A district court denied a proposed injunction requested by the government that would require a company and its owners to comply with their employment tax obligations, because the government would not suffer irreparable harm in absence of the injunction.
Askins & Miller Orthopaedics PA is a medical practice in Sarasota, Fla., that is run by Roland Askins, its president, and his brother, Philip Askins, its vice president. Askins & Miller has employees, and, as an employer, the company is required to withhold income and Federal Insurance Contributions Act (FICA) taxes from its employees and pay over those taxes, along with its own share of FICA taxes, to the government.
Since at least 2010, Askins & Miller repeatedly failed to comply with its employment tax obligations. For the period between June 30, 2010, and Dec. 31, 2015, the company had unpaid employment taxes in 15 quarters, and, as of Jan. 5, 2017, its outstanding balance for those quarters was $273,112.89. Askins & Miller also had outstanding liabilities for all four quarters of 2016 and the first quarter and second quarter of 2017. The company and the Askins brothers have admitted that Askins & Miller made either no required deposits or only did so late in 27 of the 28 quarters between June 30, 2010, and March 31, 2017.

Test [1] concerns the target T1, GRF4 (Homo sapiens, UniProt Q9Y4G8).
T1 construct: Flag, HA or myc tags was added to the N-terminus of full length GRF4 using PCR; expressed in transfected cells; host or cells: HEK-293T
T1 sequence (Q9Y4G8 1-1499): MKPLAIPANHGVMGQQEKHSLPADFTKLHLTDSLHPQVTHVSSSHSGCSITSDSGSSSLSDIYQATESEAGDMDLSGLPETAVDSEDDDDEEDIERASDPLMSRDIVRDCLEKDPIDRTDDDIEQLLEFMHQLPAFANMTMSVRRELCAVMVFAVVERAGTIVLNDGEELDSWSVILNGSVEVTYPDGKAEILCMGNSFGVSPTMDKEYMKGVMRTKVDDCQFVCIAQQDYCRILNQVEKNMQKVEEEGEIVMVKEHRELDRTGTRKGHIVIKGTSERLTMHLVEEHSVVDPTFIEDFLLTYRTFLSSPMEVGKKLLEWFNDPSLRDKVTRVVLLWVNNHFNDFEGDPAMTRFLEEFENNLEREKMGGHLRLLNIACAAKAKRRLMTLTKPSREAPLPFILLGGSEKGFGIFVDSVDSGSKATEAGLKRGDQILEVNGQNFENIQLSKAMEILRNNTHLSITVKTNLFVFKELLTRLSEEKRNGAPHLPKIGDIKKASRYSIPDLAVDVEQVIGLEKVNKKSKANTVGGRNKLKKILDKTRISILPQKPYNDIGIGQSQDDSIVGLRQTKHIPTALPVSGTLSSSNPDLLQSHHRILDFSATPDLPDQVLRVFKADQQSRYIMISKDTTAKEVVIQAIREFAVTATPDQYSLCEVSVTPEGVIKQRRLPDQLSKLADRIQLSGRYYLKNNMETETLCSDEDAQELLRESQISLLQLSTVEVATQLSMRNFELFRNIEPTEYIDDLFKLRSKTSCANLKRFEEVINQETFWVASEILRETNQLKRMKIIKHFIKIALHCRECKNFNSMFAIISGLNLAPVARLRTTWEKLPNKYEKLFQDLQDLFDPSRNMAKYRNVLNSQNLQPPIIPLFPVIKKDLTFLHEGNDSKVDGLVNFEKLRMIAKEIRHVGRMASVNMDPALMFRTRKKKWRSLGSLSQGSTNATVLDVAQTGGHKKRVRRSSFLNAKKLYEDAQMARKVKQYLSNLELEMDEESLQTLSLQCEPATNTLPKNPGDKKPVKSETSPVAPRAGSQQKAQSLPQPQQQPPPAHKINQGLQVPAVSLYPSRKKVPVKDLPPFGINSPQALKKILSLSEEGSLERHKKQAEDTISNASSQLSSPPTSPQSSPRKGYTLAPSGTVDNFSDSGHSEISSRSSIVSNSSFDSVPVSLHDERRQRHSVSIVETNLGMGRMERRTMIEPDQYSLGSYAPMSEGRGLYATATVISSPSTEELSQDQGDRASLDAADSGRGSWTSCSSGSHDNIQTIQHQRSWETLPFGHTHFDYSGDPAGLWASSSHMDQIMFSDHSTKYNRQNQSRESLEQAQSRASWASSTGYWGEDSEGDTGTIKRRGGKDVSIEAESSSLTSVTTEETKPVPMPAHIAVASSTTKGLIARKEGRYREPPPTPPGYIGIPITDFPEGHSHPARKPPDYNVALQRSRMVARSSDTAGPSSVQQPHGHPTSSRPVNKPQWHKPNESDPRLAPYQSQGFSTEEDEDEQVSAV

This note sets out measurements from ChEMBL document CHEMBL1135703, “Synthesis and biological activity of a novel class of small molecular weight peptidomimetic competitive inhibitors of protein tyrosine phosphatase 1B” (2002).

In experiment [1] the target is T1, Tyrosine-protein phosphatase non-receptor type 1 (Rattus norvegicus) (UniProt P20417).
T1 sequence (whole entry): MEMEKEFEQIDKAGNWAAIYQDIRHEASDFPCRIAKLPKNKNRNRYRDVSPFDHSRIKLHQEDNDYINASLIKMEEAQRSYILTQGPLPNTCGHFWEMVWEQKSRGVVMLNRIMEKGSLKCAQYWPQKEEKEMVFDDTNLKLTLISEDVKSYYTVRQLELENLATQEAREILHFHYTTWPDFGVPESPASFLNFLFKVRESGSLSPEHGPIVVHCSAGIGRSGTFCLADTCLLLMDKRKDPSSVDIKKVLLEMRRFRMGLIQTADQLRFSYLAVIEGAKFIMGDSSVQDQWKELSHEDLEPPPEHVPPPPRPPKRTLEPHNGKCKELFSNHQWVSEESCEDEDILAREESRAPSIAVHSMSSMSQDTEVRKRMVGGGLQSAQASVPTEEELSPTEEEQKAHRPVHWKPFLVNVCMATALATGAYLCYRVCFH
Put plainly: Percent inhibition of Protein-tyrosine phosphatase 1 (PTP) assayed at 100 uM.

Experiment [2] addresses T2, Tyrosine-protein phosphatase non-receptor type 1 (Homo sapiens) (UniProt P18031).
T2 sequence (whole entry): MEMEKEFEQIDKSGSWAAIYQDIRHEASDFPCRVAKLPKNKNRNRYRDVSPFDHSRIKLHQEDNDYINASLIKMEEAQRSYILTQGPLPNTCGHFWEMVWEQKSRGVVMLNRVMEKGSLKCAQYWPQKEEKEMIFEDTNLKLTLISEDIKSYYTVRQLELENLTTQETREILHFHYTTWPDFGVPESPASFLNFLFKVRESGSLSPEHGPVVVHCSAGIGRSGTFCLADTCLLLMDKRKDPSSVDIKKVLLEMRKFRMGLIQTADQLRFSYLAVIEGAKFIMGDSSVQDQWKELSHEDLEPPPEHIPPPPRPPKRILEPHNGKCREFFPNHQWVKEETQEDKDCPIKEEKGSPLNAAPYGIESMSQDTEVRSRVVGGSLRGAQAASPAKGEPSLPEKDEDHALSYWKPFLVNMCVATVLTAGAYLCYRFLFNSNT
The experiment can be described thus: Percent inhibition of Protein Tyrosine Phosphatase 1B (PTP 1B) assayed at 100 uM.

Askins & Miller repeatedly failed not only to pay its own share of FICA taxes, but also to pay over to the IRS the income and FICA taxes it withheld from its employees' wages. More than $80,000 (exclusive of fees, penalties, and interest) of the company's outstanding taxes from the first quarter of 2016 through the second quarter of 2017 consisted of money that the company withheld from its employees' wages but did not pay over to the IRS. The company's pre-2016 liabilities also reflected substantial sums that were withheld from its employees' wages but not paid over to the IRS.